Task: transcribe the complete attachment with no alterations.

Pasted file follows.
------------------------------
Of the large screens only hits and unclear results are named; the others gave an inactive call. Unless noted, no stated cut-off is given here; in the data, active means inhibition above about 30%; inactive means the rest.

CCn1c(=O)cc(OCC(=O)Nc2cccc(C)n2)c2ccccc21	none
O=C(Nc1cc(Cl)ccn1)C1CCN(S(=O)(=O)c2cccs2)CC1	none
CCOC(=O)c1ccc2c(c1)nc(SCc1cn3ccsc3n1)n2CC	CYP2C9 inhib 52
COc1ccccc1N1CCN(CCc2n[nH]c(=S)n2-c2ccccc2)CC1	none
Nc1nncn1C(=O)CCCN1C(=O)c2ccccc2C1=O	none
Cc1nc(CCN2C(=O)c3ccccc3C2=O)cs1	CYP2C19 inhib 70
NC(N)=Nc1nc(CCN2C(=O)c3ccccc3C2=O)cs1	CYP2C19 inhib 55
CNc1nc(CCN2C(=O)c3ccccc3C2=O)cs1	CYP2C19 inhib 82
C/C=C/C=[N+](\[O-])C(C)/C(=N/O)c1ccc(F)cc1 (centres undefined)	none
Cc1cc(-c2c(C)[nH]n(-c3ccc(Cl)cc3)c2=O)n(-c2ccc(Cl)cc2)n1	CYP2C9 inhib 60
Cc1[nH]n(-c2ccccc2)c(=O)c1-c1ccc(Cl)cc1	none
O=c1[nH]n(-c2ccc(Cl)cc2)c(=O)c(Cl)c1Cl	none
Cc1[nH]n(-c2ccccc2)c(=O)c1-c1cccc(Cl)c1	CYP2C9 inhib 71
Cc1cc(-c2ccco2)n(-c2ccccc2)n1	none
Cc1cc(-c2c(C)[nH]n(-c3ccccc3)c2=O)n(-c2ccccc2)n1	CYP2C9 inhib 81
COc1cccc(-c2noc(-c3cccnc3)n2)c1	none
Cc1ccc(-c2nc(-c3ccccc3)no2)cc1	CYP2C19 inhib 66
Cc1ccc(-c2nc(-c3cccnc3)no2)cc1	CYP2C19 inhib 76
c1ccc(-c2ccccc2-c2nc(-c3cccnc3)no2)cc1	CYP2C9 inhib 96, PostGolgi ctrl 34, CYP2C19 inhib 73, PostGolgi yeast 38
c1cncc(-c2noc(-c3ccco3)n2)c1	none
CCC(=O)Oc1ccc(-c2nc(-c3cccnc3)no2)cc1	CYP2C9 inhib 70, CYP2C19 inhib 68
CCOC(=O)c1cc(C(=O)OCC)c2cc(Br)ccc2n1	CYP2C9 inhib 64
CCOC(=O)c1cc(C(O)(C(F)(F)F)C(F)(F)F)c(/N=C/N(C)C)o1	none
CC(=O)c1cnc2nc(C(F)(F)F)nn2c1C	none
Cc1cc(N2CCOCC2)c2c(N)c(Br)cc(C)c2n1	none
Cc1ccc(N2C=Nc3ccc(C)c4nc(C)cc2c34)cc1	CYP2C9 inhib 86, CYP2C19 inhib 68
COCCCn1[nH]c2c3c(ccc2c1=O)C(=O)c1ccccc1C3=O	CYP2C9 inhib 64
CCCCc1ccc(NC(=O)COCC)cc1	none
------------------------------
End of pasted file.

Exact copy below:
Of the large screens only hits and unclear results are named; the others gave an inactive call. Unless noted, no stated cut-off is given here; in the data, active means inhibition above about 30%; inactive means the rest.

CCn1c(=O)cc(OCC(=O)Nc2cccc(C)n2)c2ccccc21	none
O=C(Nc1cc(Cl)ccn1)C1CCN(S(=O)(=O)c2cccs2)CC1	none
CCOC(=O)c1ccc2c(c1)nc(SCc1cn3ccsc3n1)n2CC	CYP2C9 inhib 52
COc1ccccc1N1CCN(CCc2n[nH]c(=S)n2-c2ccccc2)CC1	none
Nc1nncn1C(=O)CCCN1C(=O)c2ccccc2C1=O	none
Cc1nc(CCN2C(=O)c3ccccc3C2=O)cs1	CYP2C19 inhib 70
NC(N)=Nc1nc(CCN2C(=O)c3ccccc3C2=O)cs1	CYP2C19 inhib 55
CNc1nc(CCN2C(=O)c3ccccc3C2=O)cs1	CYP2C19 inhib 82
C/C=C/C=[N+](\[O-])C(C)/C(=N/O)c1ccc(F)cc1 (centres undefined)	none
Cc1cc(-c2c(C)[nH]n(-c3ccc(Cl)cc3)c2=O)n(-c2ccc(Cl)cc2)n1	CYP2C9 inhib 60
Cc1[nH]n(-c2ccccc2)c(=O)c1-c1ccc(Cl)cc1	none
O=c1[nH]n(-c2ccc(Cl)cc2)c(=O)c(Cl)c1Cl	none
Cc1[nH]n(-c2ccccc2)c(=O)c1-c1cccc(Cl)c1	CYP2C9 inhib 71
Cc1cc(-c2ccco2)n(-c2ccccc2)n1	none
Cc1cc(-c2c(C)[nH]n(-c3ccccc3)c2=O)n(-c2ccccc2)n1	CYP2C9 inhib 81
COc1cccc(-c2noc(-c3cccnc3)n2)c1	none
Cc1ccc(-c2nc(-c3ccccc3)no2)cc1	CYP2C19 inhib 66
Cc1ccc(-c2nc(-c3cccnc3)no2)cc1	CYP2C19 inhib 76
c1ccc(-c2ccccc2-c2nc(-c3cccnc3)no2)cc1	CYP2C9 inhib 96, PostGolgi ctrl 34, CYP2C19 inhib 73, PostGolgi yeast 38
c1cncc(-c2noc(-c3ccco3)n2)c1	none
CCC(=O)Oc1ccc(-c2nc(-c3cccnc3)no2)cc1	CYP2C9 inhib 70, CYP2C19 inhib 68
CCOC(=O)c1cc(C(=O)OCC)c2cc(Br)ccc2n1	CYP2C9 inhib 64
CCOC(=O)c1cc(C(O)(C(F)(F)F)C(F)(F)F)c(/N=C/N(C)C)o1	none
CC(=O)c1cnc2nc(C(F)(F)F)nn2c1C	none
Cc1cc(N2CCOCC2)c2c(N)c(Br)cc(C)c2n1	none
Cc1ccc(N2C=Nc3ccc(C)c4nc(C)cc2c34)cc1	CYP2C9 inhib 86, CYP2C19 inhib 68
COCCCn1[nH]c2c3c(ccc2c1=O)C(=O)c1ccccc1C3=O	CYP2C9 inhib 64
CCCCc1ccc(NC(=O)COCC)cc1	none